Anticipations of dream psychology in the Talmud,

M.H. Spero

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Various statements throughout the Babylonian and Palestinian Talmud with reference to dreams, their nature, validity, and analysis were explicated in terms of modern understandings and theories of dream psychology. Contrary to the more unsystematic categorizations of some earlier writers on the topic, the data, when carefully analyzed, imply a highly advanced conception of dreamwork. Such notions as wish‐fulfillment, distortion, repression of threatening material and some salient features of commonly accepted dream‐analysis theory were found to be anticipated by the rabbis of the Talmud. The Talmud is also shown to have a more eclectic view of the reality of dreams as opposed to older, more mythologized and spiritualized views. Both Ts also contain nonlegal or aggadic digressions. These digressions are replete with historical, medical, scientific, proverbial, religious, and moral statements. Most of the material on dream psychology gathered and presented here was culled from this aggadic body. The word Tanaic refers to an order of scholars mentioned in the T., living during the first two centuries CE. Rabbis living after this period were called amoraim. Most of the Rabbis mentioned here were tannaim. For the reader's benefit, a reliable English translation and exposition of the Talmud B. is the Soncino Press edition. All footnotes and references to the Talmud, although drawn from the original Aramaic text, apply to the pagination in this English translation as well. Copyright © 1975 Wiley Periodicals, Inc., A Wiley Company,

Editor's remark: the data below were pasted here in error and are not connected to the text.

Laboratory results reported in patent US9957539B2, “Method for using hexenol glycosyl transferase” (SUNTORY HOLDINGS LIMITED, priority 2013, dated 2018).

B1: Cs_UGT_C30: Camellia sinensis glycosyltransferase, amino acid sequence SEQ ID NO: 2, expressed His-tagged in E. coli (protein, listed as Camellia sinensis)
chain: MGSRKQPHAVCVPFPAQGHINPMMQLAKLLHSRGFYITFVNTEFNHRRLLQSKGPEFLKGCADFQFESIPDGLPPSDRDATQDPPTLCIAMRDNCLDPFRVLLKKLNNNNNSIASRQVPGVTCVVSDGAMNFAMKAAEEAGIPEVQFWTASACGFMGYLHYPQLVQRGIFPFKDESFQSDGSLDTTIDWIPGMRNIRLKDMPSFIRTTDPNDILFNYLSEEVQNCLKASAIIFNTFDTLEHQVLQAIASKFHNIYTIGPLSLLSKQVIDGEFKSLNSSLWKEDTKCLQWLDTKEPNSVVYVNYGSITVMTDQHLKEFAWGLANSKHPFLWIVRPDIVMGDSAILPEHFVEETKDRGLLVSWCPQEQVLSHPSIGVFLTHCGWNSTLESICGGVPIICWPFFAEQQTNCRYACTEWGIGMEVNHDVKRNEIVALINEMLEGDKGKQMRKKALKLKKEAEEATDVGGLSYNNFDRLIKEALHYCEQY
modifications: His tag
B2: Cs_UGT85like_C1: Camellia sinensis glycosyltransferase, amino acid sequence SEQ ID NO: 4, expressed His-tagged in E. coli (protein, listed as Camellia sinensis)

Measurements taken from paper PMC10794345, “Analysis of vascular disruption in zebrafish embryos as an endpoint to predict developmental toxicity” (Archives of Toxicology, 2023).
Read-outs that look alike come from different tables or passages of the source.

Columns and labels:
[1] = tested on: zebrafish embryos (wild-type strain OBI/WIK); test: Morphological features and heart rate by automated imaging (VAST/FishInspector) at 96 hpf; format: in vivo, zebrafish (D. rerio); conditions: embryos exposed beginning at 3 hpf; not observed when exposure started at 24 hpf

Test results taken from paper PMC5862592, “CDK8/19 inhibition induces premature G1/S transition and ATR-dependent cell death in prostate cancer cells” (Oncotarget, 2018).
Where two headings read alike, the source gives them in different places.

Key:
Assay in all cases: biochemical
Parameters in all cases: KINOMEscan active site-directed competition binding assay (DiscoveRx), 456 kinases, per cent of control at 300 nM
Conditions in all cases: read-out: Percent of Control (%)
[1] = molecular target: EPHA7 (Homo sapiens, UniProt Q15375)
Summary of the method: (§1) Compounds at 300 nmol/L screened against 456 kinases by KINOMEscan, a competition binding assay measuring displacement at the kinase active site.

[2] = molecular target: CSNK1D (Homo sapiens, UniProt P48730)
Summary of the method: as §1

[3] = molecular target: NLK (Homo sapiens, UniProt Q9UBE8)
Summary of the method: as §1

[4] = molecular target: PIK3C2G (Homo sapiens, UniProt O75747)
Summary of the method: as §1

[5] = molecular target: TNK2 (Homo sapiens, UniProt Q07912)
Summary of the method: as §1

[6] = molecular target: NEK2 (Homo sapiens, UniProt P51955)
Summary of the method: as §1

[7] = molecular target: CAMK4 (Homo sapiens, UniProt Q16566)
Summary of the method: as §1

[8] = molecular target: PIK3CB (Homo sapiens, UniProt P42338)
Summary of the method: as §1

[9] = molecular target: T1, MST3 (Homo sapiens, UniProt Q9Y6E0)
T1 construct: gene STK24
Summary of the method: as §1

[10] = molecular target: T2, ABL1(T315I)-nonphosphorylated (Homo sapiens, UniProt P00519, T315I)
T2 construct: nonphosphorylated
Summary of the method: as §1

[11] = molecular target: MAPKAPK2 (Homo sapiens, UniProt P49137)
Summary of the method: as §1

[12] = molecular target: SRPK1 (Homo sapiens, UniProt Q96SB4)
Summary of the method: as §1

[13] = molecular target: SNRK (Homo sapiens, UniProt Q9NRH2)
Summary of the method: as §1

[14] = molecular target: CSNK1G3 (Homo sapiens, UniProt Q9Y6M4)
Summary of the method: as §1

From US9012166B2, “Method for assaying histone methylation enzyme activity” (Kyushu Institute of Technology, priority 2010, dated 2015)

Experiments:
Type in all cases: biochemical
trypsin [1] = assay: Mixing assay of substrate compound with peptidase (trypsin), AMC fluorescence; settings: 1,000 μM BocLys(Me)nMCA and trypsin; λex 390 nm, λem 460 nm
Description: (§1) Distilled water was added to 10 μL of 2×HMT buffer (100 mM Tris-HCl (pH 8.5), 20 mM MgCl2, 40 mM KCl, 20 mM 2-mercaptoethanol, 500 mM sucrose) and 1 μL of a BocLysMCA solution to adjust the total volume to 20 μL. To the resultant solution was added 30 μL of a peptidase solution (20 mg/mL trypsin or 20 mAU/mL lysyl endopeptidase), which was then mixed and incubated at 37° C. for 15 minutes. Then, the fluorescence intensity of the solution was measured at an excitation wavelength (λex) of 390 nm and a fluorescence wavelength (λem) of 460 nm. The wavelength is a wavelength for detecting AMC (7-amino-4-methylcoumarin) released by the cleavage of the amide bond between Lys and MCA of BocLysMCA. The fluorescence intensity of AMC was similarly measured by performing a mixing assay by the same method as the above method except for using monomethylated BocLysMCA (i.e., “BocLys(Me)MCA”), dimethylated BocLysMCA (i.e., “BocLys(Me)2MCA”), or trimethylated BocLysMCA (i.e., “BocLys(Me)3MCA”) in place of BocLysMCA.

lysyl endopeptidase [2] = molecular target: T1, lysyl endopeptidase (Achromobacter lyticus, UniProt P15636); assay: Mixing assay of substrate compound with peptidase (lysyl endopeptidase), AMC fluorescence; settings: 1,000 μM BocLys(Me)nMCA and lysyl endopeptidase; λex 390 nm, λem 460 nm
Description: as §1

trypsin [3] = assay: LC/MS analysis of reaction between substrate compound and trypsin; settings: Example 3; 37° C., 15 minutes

Original languageAmerican English
Pages (from-to)374
JournalJournal of the History of the Behavioral Sciences,
Issue number4,
StatePublished - 1975


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